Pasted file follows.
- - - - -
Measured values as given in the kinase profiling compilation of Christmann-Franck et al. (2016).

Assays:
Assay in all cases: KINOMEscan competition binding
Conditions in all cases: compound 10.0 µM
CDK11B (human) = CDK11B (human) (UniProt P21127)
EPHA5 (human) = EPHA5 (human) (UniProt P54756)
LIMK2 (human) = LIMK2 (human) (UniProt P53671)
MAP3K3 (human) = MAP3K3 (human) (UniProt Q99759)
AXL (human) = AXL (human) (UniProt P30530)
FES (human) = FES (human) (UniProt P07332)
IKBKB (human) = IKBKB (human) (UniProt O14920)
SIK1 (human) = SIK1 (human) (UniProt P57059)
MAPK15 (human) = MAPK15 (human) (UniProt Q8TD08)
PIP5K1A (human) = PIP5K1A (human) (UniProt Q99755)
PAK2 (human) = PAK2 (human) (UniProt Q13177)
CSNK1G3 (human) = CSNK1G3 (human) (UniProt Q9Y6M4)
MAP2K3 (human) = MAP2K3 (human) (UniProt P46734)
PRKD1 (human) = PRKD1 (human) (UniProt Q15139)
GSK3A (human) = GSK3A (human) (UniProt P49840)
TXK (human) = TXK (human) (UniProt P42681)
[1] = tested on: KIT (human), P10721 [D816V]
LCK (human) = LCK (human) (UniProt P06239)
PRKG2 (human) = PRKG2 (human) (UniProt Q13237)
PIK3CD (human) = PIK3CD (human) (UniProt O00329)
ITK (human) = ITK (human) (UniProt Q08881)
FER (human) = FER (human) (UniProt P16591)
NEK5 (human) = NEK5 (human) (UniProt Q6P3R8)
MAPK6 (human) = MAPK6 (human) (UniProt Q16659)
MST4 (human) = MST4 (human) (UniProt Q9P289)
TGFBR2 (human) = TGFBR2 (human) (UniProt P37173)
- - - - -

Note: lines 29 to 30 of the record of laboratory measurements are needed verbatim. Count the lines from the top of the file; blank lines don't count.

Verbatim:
MST4 (human) = MST4 (human) (UniProt Q9P289)
TGFBR2 (human) = TGFBR2 (human) (UniProt P37173)